Copper Alloys - Nickel Silvers

Topics Covered

Background

Key Properties

Applications

Electrical Contacts

Gift And Tablewares

Mechanical Connectors

Other Applications

Background

These are alloys of copper, nickel (10 to 25%) and zinc (17 to 40%). While they contain no silver, they owe their name to the silvery white colour they possess. The whitest alloys possess higher nickel contents.

Similar to brasses, depending on the actual composition, nickel silvers may be either single (alpha) phase or two phase (alpha-beta).

Lead may be added to increase machinability but results in some loss of cold workability.

Key Properties

•        Good corrosion resistance

•        Excellent spring properties at elevated temperatures

•        Strength increases with nickel content with ductility remaining almost unchanged

•        Corrosion resistance increases with nickel content and are less susceptible to stress corrosion compared to copper zinc alloys.

•        Electrical conductivity is only a fraction of that of copper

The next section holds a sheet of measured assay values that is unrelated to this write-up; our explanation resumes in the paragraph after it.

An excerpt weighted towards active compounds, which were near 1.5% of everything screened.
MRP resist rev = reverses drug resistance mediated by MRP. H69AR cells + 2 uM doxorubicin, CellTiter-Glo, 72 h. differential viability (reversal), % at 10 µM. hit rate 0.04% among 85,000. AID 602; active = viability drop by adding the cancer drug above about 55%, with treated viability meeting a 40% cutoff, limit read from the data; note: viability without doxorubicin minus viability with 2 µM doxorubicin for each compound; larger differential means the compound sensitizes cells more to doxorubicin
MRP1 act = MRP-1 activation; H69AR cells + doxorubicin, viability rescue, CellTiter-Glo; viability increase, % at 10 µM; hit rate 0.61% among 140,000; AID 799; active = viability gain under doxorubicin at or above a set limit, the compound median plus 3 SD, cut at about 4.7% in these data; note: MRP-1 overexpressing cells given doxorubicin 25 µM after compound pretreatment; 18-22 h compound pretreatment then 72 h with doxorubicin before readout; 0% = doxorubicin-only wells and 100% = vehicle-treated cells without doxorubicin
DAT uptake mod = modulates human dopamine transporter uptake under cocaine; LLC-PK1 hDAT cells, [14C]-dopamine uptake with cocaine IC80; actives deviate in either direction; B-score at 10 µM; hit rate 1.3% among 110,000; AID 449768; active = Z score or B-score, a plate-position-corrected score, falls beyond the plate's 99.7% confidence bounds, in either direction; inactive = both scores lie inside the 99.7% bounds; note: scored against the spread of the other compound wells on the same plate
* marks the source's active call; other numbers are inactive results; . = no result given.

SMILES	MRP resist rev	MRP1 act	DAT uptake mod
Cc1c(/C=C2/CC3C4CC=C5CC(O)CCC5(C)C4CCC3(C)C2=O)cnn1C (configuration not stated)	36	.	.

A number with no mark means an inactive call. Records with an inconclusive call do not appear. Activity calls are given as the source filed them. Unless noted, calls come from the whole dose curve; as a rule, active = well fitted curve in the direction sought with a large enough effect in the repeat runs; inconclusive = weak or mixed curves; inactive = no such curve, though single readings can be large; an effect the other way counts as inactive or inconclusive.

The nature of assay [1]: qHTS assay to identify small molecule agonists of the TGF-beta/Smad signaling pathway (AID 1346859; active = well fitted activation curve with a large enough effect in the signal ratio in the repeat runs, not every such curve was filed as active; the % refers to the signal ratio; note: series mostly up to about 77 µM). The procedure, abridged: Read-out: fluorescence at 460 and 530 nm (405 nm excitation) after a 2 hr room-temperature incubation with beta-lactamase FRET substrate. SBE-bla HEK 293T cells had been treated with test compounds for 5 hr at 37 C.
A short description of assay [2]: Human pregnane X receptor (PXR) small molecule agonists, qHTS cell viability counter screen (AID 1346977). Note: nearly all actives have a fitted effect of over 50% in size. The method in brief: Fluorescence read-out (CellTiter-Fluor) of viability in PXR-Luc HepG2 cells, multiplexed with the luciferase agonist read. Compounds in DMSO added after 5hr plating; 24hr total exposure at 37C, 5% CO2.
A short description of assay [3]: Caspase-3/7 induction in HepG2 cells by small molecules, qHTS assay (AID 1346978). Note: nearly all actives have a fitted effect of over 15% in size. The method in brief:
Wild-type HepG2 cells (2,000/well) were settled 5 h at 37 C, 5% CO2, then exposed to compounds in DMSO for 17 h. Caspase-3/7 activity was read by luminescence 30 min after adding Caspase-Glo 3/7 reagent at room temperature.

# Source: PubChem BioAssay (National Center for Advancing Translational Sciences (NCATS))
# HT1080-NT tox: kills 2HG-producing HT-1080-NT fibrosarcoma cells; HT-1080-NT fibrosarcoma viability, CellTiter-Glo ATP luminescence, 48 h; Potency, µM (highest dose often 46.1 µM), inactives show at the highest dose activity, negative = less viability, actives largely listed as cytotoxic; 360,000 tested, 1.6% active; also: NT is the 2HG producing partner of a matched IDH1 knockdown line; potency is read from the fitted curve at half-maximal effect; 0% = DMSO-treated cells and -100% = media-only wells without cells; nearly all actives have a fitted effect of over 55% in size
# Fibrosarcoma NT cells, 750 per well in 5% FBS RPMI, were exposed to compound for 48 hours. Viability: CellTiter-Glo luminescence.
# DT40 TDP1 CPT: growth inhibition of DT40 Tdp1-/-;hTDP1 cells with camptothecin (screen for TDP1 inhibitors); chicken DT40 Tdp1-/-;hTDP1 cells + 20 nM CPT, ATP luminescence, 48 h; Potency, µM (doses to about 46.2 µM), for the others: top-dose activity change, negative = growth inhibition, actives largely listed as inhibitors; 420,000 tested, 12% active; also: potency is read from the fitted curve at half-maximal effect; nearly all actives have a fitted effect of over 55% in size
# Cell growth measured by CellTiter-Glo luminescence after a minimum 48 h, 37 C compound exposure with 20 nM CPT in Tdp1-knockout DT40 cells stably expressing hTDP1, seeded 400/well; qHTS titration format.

Alpha alloys are ductile and can be easily worked at room temperature.

Alpha-beta alloys cannot be worked at room temperature, but are easily hot worked

Applications

Electrical Contacts

Nickel silvers are used for electrical contacts in the electronics and telecommunications industries.

Gift And Tablewares

In this application, the items are often plated with silver. The natural colour and resistance of this alloy to tarnishing means that even when the silver wears off, the item still retains an attractive appearance.

Mechanical Connectors

Due to the favourable strength properties and excellent corrosion resistance, nickel silvers are used for applications such as clips, rivets, screws, hinges and locks.

Other Applications

Other applications include springs, instrument parts, architectural fittings, machined parts, decorative items, resistance wire, musical instrument wire, camera parts.

Primary author: Dr. Agnes Sagal

Source: Materials Information Service, “Using copper and copper alloys” edited by Justin Furness, printed by The Institute of Materials.

 

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